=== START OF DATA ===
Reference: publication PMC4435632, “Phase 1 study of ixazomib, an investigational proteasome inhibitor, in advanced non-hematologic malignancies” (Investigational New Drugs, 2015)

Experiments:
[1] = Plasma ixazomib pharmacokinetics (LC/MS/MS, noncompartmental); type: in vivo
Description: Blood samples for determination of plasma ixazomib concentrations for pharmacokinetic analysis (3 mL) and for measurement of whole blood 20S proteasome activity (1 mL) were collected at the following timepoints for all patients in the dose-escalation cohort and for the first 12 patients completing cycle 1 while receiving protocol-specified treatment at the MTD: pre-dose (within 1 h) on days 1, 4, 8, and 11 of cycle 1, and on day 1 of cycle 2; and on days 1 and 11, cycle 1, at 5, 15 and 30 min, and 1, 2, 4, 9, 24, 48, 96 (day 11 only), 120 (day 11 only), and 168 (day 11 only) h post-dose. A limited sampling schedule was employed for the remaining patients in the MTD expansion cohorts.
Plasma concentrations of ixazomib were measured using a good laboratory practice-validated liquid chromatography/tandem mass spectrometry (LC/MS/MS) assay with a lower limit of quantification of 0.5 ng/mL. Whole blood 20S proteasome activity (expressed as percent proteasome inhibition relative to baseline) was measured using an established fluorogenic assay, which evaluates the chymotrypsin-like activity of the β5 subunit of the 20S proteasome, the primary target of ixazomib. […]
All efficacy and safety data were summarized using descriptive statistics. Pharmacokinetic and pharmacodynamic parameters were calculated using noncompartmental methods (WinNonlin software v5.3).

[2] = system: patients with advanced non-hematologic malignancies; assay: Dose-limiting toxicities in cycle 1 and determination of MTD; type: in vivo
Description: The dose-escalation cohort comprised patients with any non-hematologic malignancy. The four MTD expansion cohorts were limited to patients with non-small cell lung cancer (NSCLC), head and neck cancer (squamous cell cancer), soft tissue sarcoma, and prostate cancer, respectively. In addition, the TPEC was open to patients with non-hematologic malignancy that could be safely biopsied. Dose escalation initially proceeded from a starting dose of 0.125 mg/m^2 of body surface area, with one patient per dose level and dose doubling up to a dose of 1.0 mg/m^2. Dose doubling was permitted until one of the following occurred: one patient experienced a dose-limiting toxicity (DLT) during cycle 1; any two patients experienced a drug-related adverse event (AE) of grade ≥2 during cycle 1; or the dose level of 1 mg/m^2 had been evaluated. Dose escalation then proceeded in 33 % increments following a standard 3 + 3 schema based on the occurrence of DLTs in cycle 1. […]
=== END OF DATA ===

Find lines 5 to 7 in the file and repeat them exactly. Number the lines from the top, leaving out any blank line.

Plasma concentrations of ixazomib were measured using a good laboratory practice-validated liquid chromatography/tandem mass spectrometry (LC/MS/MS) assay with a lower limit of quantification of 0.5 ng/mL. Whole blood 20S proteasome activity (expressed as percent proteasome inhibition relative to baseline) was measured using an established fluorogenic assay, which evaluates the chymotrypsin-like activity of the β5 subunit of the 20S proteasome, the primary target of ixazomib. […]
All efficacy and safety data were summarized using descriptive statistics. Pharmacokinetic and pharmacodynamic parameters were calculated using noncompartmental methods (WinNonlin software v5.3).

[2] = system: patients with advanced non-hematologic malignancies; assay: Dose-limiting toxicities in cycle 1 and determination of MTD; type: in vivo